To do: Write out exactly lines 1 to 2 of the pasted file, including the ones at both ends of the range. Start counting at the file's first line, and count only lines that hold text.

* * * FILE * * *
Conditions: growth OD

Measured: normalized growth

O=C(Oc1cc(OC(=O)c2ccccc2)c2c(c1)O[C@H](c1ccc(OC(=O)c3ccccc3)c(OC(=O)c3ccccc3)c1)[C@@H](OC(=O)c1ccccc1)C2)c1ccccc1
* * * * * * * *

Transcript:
Conditions: growth OD

Measured: normalized growth